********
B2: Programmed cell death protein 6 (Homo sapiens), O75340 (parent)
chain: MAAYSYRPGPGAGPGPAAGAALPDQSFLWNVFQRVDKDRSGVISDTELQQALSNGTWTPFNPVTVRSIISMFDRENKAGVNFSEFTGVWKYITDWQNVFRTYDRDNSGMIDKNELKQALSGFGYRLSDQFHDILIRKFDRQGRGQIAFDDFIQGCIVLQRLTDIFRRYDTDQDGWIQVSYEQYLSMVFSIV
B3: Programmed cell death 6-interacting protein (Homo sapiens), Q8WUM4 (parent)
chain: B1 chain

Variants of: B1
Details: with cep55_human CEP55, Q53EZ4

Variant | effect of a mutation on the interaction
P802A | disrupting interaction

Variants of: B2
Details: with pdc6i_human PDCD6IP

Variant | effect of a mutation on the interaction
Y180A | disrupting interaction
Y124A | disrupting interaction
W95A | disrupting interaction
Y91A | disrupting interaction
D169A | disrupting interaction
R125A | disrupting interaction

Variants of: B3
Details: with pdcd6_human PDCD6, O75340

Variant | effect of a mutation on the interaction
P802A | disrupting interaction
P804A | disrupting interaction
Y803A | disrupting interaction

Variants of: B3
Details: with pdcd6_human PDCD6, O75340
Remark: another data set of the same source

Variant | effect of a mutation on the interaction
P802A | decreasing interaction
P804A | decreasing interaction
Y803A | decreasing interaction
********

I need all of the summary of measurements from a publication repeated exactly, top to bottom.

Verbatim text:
B2: Programmed cell death protein 6 (Homo sapiens), O75340 (parent)
chain: MAAYSYRPGPGAGPGPAAGAALPDQSFLWNVFQRVDKDRSGVISDTELQQALSNGTWTPFNPVTVRSIISMFDRENKAGVNFSEFTGVWKYITDWQNVFRTYDRDNSGMIDKNELKQALSGFGYRLSDQFHDILIRKFDRQGRGQIAFDDFIQGCIVLQRLTDIFRRYDTDQDGWIQVSYEQYLSMVFSIV
B3: Programmed cell death 6-interacting protein (Homo sapiens), Q8WUM4 (parent)
chain: B1 chain

Variants of: B1
Details: with cep55_human CEP55, Q53EZ4

Variant | effect of a mutation on the interaction
P802A | disrupting interaction

Variants of: B2
Details: with pdc6i_human PDCD6IP

Variant | effect of a mutation on the interaction
Y180A | disrupting interaction
Y124A | disrupting interaction
W95A | disrupting interaction
Y91A | disrupting interaction
D169A | disrupting interaction
R125A | disrupting interaction

Variants of: B3
Details: with pdcd6_human PDCD6, O75340

Variant | effect of a mutation on the interaction
P802A | disrupting interaction
P804A | disrupting interaction
Y803A | disrupting interaction

Variants of: B3
Details: with pdcd6_human PDCD6, O75340
Remark: another data set of the same source

Variant | effect of a mutation on the interaction
P802A | decreasing interaction
P804A | decreasing interaction
Y803A | decreasing interaction